Marine Ecology 2023-24
School of Ocean Sciences
Module - Semester 1
Topics covered include predator-prey dynamics, marine disease ecology, invasive species ecology, early life history strategies of marine organisms, spatial ecology, population dynamics, facilitation, zonation, keystone species theory, and dispersal and metapopulations. Students are also introduced to the need for a modern ecological approach in an era when human impacts are so prevalent.
-threshold (D) -Basic knowledge derived from the lectures and some prescribed reading, but with limited ability to critically synthesize this basic knowledge
-good (B) -Knowledge based around lectures and, for marks at the higher end of the scale, with clear evidence of reading the prescribed literature outside the lectures. The student understands the fundamentals and demonstrates some ability to critically synthesize the various strands of information.
-excellent (A) -Clear and concise presentation of the fundamentals and the details of all areas of the module supported by reading prescribed (and other) literature outside the lectures. Highly developed ability to critically synthesize the module information and to link with other modules in the programme.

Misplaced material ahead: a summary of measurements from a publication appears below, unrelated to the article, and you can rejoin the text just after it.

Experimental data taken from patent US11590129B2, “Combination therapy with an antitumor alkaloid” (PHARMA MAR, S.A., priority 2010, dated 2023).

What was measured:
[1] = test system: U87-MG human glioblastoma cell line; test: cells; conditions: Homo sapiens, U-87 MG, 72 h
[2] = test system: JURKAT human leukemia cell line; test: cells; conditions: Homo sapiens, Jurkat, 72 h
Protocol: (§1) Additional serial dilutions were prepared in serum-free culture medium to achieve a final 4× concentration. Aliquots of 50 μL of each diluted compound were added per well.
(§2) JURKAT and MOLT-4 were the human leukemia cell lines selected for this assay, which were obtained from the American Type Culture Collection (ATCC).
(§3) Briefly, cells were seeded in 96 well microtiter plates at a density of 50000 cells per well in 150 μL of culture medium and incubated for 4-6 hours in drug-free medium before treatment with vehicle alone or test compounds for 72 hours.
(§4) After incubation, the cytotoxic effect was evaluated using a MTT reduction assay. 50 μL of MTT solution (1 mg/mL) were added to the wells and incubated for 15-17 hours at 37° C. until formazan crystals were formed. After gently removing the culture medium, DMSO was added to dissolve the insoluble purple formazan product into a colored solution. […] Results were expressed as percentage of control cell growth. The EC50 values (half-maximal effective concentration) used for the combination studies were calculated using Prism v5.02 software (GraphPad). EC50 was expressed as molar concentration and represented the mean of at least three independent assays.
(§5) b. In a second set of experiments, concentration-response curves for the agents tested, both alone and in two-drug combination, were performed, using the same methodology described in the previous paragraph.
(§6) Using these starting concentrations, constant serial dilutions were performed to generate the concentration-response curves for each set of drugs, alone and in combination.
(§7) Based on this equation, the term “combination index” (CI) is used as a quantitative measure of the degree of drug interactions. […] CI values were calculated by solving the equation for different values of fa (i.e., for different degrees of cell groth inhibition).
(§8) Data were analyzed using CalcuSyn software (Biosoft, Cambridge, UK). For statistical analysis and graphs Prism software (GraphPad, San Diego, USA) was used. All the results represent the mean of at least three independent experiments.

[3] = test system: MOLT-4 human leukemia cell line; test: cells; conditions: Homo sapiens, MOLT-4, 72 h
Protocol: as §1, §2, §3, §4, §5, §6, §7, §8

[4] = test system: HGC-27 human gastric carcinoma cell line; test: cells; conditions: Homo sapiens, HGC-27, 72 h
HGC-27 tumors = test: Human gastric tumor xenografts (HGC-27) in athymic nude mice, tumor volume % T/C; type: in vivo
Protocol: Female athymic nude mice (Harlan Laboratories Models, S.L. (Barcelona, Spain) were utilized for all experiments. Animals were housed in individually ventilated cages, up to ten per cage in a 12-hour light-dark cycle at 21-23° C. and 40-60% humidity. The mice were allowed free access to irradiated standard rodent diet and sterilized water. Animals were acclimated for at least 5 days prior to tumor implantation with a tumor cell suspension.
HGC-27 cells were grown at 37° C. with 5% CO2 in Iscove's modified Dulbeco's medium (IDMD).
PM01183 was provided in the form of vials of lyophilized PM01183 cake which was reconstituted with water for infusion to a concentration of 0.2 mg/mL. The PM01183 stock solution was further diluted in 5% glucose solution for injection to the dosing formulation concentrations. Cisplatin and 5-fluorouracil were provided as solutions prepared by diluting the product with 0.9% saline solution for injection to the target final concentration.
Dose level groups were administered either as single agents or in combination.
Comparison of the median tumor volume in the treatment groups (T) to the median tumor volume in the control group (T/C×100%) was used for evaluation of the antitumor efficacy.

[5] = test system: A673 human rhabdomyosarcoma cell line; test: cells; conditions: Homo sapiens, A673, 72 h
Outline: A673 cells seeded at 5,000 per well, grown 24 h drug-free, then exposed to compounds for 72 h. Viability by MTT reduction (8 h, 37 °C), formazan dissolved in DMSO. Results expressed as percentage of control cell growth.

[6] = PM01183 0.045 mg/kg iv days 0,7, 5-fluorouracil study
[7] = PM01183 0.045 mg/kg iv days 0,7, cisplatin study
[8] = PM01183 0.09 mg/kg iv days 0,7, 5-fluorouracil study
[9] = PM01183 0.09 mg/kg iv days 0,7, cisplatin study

- Comprehend the physical and biological drivers of marine ecosystems.
- Gain a good grounding in ecological theory as it applies to marine ecosystems and marine communities.
- Gain experience in processing biological data from a saltmarsh to: 1) identify and summarise biological community spatial patterns, 2) hypothesise the reasons behind such patterns, and 3) gain experience in dealing with data within a computer-based statistical package.
- Gain knowledge of rocky shore sampling techniques
- Understand concepts of marine community structure and biodiversity.
Rocky shore field report Report as a follow-up to a field practical exercise
Generate data, computer help session (data analysis), followed by summary write-up in poster format.